Proctor: Growing cyclamens on your windowsill

12:44 PM, Jan 6, 2013   |    comments
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The plant has striking dark green leaves marbled with silver. The flowers face down and the petals sweep upward. The flowers may be red, magenta, coral, pink or white. Some may be sweetly fragrant.

Native to the Middle East and west into Turkey and Greece, wild cyclamens, sometimes called Persian violets, grow in mountainous areas in the shade of trees. Sadly, due to climate change, their habitat is shrinking. The plants grow from a tuber that looks like a bit like a potato. This water storage tuber helps the plants survive periods of heat and drought. Cyclamens bloom when it is very cool and often go dormant in summer.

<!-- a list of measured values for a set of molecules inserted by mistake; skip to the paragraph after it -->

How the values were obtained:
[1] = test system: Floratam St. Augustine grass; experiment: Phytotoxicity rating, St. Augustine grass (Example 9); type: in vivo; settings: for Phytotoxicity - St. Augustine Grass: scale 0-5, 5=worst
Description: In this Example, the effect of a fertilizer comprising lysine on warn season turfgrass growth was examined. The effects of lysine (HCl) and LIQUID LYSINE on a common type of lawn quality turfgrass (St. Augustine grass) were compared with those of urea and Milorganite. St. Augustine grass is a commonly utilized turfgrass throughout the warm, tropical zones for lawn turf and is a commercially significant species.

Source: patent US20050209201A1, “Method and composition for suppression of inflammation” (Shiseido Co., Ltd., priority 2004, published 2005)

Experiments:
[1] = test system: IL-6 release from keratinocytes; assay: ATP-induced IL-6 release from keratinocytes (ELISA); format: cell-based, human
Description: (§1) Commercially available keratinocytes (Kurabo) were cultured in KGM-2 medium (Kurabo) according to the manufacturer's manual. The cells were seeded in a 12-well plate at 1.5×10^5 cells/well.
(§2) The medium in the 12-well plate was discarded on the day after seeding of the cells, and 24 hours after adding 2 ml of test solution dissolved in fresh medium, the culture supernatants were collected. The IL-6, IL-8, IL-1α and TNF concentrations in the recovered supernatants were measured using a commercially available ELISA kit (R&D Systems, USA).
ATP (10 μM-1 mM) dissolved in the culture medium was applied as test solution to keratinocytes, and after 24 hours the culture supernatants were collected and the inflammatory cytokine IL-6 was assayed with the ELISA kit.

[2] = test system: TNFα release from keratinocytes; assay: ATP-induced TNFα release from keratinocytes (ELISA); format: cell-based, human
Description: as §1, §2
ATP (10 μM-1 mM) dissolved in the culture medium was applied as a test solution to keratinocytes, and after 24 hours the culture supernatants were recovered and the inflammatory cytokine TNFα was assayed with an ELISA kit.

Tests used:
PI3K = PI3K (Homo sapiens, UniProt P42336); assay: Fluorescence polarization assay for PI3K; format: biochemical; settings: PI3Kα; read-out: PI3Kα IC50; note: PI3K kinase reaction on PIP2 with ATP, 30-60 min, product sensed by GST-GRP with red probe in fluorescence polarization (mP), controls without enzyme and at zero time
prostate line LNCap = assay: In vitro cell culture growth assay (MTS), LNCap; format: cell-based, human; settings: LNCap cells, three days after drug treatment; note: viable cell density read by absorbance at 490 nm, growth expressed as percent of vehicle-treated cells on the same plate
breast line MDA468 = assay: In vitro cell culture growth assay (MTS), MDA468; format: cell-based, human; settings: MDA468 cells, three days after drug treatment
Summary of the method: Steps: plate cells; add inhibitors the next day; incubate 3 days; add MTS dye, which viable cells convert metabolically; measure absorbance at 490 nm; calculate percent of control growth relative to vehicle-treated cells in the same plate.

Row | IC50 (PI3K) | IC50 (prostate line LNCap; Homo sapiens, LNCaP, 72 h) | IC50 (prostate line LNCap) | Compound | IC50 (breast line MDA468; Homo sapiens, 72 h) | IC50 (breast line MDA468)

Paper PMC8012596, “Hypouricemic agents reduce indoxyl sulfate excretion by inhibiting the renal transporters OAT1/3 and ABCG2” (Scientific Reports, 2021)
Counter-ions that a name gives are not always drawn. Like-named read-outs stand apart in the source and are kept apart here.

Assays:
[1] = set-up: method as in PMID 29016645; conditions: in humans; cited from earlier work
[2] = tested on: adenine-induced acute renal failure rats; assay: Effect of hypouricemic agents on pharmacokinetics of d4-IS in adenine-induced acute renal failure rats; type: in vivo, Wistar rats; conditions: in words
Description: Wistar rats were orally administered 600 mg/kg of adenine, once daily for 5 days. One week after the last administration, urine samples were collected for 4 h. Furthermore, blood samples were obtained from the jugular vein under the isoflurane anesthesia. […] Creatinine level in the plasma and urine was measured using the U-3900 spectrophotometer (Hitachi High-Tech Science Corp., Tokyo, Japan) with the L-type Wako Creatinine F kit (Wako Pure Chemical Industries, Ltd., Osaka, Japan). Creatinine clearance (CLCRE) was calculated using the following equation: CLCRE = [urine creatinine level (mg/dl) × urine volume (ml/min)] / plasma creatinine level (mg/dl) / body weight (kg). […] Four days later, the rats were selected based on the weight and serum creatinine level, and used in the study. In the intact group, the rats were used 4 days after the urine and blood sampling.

Florist's cyclamens have been bred from these wild species to produce bigger plants with larger flowers. They thrive on a cool windowsill. High heat will inhibit flowering. Keep them moderately moist but not soggy. A bloom booster type of fertilizer will also enhance flower production.

Many people keep their cyclamens on the windowsill year round, even though they flower only sporadically in summer. The plants are not normally prone to any diseases or pests, although weevils may chew the leaves if you take them outside to a shady spot in summer. It's not a big deal.

Turn down the heat, throw on a sweater and enjoy one of the most cheerful plants of winter.

Plants are courtesy of Tagawa Gardens.

(KUSA-TV © 2013 Multimedia Holdings Corporation)

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